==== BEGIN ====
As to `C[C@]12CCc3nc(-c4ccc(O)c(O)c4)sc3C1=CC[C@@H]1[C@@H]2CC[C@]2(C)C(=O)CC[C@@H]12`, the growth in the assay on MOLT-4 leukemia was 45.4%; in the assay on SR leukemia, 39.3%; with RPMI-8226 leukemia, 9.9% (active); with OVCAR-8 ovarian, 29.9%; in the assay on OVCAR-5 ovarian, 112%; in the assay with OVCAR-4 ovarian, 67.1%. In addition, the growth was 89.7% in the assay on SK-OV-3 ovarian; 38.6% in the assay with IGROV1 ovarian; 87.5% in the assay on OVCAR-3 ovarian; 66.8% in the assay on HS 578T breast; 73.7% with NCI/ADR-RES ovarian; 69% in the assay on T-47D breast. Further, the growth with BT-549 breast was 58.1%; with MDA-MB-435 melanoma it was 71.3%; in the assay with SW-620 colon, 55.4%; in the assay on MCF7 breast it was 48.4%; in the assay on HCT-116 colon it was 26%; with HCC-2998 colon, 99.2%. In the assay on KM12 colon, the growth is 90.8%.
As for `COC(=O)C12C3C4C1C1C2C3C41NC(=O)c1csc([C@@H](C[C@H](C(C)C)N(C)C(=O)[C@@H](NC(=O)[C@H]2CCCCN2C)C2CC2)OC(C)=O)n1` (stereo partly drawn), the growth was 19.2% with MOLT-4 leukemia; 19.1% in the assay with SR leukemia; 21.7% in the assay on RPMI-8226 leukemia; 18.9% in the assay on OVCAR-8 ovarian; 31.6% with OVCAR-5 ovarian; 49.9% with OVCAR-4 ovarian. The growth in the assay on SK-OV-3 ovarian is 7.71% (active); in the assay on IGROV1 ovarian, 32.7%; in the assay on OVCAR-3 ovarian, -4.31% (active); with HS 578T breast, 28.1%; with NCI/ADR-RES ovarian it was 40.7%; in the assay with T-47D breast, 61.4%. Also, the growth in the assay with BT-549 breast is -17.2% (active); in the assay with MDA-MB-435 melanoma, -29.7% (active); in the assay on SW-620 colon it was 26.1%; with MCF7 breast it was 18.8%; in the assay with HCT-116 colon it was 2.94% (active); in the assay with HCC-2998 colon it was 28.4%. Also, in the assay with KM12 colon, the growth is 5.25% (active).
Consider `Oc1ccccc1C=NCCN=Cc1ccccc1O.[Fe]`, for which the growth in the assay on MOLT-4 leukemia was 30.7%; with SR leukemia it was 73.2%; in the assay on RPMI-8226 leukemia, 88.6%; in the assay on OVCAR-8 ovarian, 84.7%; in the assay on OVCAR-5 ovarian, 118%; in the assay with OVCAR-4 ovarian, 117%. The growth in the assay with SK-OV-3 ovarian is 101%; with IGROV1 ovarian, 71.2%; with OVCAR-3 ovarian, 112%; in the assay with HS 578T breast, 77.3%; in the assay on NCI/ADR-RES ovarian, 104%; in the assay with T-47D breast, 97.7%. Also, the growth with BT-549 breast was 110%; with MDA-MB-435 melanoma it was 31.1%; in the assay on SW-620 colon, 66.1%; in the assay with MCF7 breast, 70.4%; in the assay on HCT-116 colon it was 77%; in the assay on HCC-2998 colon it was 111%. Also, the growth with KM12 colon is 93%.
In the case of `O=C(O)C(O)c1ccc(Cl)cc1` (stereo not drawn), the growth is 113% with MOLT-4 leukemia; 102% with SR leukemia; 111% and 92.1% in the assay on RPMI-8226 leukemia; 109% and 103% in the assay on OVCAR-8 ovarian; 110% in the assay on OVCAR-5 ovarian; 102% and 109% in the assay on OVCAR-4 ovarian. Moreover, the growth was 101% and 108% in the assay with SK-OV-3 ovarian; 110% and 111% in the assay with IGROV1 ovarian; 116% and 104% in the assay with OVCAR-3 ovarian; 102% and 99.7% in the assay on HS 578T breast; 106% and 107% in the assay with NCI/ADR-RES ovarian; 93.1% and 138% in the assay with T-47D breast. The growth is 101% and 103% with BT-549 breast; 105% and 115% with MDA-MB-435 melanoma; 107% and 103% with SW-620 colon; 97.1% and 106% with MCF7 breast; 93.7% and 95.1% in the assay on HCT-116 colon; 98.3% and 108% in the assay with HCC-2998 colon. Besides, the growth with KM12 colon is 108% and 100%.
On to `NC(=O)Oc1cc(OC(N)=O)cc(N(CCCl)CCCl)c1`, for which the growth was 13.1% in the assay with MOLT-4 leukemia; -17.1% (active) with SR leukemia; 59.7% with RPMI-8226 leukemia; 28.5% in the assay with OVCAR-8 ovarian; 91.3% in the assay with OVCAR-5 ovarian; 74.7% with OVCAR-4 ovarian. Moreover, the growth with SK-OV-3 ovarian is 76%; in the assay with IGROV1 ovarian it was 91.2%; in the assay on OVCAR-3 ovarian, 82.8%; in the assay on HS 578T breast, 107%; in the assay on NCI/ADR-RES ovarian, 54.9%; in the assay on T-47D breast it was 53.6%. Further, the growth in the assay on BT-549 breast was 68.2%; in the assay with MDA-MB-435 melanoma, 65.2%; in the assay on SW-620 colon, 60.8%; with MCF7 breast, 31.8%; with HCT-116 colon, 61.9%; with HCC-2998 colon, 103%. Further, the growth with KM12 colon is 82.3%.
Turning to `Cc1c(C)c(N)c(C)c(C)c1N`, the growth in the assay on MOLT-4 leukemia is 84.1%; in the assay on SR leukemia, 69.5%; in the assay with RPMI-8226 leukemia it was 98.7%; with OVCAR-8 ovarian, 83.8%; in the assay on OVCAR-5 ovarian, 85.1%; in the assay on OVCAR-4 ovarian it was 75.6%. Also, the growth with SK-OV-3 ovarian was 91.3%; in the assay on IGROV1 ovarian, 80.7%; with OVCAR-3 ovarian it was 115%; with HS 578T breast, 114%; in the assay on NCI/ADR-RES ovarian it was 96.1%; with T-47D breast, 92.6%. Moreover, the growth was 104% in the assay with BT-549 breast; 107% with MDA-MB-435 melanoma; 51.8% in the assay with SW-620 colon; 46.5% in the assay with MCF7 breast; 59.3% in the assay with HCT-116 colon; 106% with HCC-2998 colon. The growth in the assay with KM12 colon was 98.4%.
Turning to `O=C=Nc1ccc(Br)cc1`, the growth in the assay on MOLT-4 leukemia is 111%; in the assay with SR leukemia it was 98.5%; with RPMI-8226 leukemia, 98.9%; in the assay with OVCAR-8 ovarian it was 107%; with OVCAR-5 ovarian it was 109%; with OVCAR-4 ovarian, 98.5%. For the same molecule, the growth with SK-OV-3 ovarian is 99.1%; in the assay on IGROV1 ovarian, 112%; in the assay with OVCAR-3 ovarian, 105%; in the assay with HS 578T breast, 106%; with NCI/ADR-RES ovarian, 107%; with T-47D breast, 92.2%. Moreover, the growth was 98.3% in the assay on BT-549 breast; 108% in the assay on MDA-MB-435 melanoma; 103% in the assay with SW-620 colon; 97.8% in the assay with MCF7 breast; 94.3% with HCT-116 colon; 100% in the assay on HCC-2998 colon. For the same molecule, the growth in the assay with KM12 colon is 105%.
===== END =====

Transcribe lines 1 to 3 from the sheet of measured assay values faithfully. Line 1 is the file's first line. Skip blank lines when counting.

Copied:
As to `C[C@]12CCc3nc(-c4ccc(O)c(O)c4)sc3C1=CC[C@@H]1[C@@H]2CC[C@]2(C)C(=O)CC[C@@H]12`, the growth in the assay on MOLT-4 leukemia was 45.4%; in the assay on SR leukemia, 39.3%; with RPMI-8226 leukemia, 9.9% (active); with OVCAR-8 ovarian, 29.9%; in the assay on OVCAR-5 ovarian, 112%; in the assay with OVCAR-4 ovarian, 67.1%. In addition, the growth was 89.7% in the assay on SK-OV-3 ovarian; 38.6% in the assay with IGROV1 ovarian; 87.5% in the assay on OVCAR-3 ovarian; 66.8% in the assay on HS 578T breast; 73.7% with NCI/ADR-RES ovarian; 69% in the assay on T-47D breast. Further, the growth with BT-549 breast was 58.1%; with MDA-MB-435 melanoma it was 71.3%; in the assay with SW-620 colon, 55.4%; in the assay on MCF7 breast it was 48.4%; in the assay on HCT-116 colon it was 26%; with HCC-2998 colon, 99.2%. In the assay on KM12 colon, the growth is 90.8%.
As for `COC(=O)C12C3C4C1C1C2C3C41NC(=O)c1csc([C@@H](C[C@H](C(C)C)N(C)C(=O)[C@@H](NC(=O)[C@H]2CCCCN2C)C2CC2)OC(C)=O)n1` (stereo partly drawn), the growth was 19.2% with MOLT-4 leukemia; 19.1% in the assay with SR leukemia; 21.7% in the assay on RPMI-8226 leukemia; 18.9% in the assay on OVCAR-8 ovarian; 31.6% with OVCAR-5 ovarian; 49.9% with OVCAR-4 ovarian. The growth in the assay on SK-OV-3 ovarian is 7.71% (active); in the assay on IGROV1 ovarian, 32.7%; in the assay on OVCAR-3 ovarian, -4.31% (active); with HS 578T breast, 28.1%; with NCI/ADR-RES ovarian it was 40.7%; in the assay with T-47D breast, 61.4%. Also, the growth in the assay with BT-549 breast is -17.2% (active); in the assay with MDA-MB-435 melanoma, -29.7% (active); in the assay on SW-620 colon it was 26.1%; with MCF7 breast it was 18.8%; in the assay with HCT-116 colon it was 2.94% (active); in the assay with HCC-2998 colon it was 28.4%. Also, in the assay with KM12 colon, the growth is 5.25% (active).
Consider `Oc1ccccc1C=NCCN=Cc1ccccc1O.[Fe]`, for which the growth in the assay on MOLT-4 leukemia was 30.7%; with SR leukemia it was 73.2%; in the assay on RPMI-8226 leukemia, 88.6%; in the assay on OVCAR-8 ovarian, 84.7%; in the assay on OVCAR-5 ovarian, 118%; in the assay with OVCAR-4 ovarian, 117%. The growth in the assay with SK-OV-3 ovarian is 101%; with IGROV1 ovarian, 71.2%; with OVCAR-3 ovarian, 112%; in the assay with HS 578T breast, 77.3%; in the assay on NCI/ADR-RES ovarian, 104%; in the assay with T-47D breast, 97.7%. Also, the growth with BT-549 breast was 110%; with MDA-MB-435 melanoma it was 31.1%; in the assay on SW-620 colon, 66.1%; in the assay with MCF7 breast, 70.4%; in the assay on HCT-116 colon it was 77%; in the assay on HCC-2998 colon it was 111%. Also, the growth with KM12 colon is 93%.